Parking: New ‘no waiting’ zones could come into force

New parking restrictions in North Somerset could mean residents may no longer be able to park outside their own homes.

Residents of the area, which includes Long Ashton, Portishead, Portbury and Pill, may see ‘no waiting’ zones come into force on both residential and non-residential streets.

The proposals, suggested by North Somerset Council, could lead to double yellow lines being painted outside people’s homes to deter traffic and congestion. This means if someone does need to use the space outside their property, they could be heavily fined.

In Long Ashton, restrictions will be put in to place in the Bramley Copse cul-de-sac, as well as along a bend at the Long Ashton Road junction with Ashton Road.

Proposals to restrict parking around Bramley Copse in Long Ashton may mean this car could no longer park here. Is this fair? Tell us in the comments below.
Proposals to restrict parking around Bramley Copse in Long Ashton may mean this car could no longer park here. Is this fair? Tell us in the comments below.

“More restrictions could be a good thing”

One local business owner, Davide Lattuca of Long Ashton Barbering Co., has mixed feelings on the proposals.

He said: “The parking here is very limited. It’s quite a narrow street and we’ve only got a short parking bay so it can be quite difficult for clients to park here at ease. We do often get clients complaining that they can’t get a space.”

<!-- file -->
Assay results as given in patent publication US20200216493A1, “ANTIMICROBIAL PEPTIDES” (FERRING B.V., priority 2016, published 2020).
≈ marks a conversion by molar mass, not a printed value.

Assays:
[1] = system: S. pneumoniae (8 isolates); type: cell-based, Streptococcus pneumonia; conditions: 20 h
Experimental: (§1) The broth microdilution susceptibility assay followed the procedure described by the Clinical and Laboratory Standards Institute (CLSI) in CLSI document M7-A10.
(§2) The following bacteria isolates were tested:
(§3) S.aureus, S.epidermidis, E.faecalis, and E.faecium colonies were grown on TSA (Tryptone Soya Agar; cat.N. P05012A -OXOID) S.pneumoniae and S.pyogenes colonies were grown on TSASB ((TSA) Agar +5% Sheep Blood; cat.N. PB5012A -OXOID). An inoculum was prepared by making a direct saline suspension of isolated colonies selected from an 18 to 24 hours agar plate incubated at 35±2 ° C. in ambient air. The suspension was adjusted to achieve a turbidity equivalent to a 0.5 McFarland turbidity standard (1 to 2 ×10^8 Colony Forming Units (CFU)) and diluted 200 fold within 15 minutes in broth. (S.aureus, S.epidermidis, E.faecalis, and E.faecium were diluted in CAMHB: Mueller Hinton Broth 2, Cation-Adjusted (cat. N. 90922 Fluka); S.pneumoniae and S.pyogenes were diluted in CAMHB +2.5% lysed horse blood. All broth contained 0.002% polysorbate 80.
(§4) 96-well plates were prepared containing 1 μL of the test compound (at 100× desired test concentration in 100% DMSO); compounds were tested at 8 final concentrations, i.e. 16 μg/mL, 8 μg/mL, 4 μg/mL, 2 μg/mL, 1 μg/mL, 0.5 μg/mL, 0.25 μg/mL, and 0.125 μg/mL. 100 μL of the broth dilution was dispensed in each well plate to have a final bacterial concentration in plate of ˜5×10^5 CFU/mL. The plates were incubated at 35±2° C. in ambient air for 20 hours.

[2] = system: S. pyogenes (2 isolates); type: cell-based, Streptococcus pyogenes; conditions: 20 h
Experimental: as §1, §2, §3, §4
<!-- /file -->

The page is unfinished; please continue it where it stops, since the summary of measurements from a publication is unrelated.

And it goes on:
“More restrictions could actually be a good thing for us – we have a sign that says maximum wait of one hour but no one abides it.”

“More restrictions could actually be a good thing for us – we have a sign that says maximum wait of one hour but no one abides it.”

“In the five years I’ve been working at the shop, I’ve never seen a parking attendant stop these people.”

For this reason he explains that he sees waiting restrictions as useful in certain areas, particularly business areas, although such zones in residential places may force locals back into the bay.

Portishead will suffer heavy alterations, particularly on Lower Burlington Road and Newfoundland Way. ‘No waiting at any time’ restrictions will be brought in on Down Road, while Downleaze will see ‘no waiting between 9am-5pm’. These proposals could help curb high levels of traffic generated by parents from Highdown Infant and Junior School using such side roads to pick up children.

Do we have the right to park outside our homes?

The move may spark a bigger debate among residents whether a homeowner should always be able to park outside their property. Although homeowners own their house (and its driveway and front garden where applicable), they do not own the road outside their own homes. Therefore it is up to the local council to choose how to enforce parking restrictions on the roads.

In a statement from the British Parking Association, Joanna Audley-Charles said: “People often have the expectation that they can park outside their own homes – an Englishman’s home is his castle, but the road outside is not part of the estate. Motorists do not pay directly for the roads as they are paid for via general and local taxation.”

“This perception is increased if there is a paid for parking permit which suggests it reserves a space outside their home, but this is not the case.

“It would be difficult to manage and enforce and the scheme is only applicable to certain roads or parts of roads.”

Residents of the affected areas have until 29 March to object to the proposals.

UWE Wired approached North Somerset Council who declined to comment.

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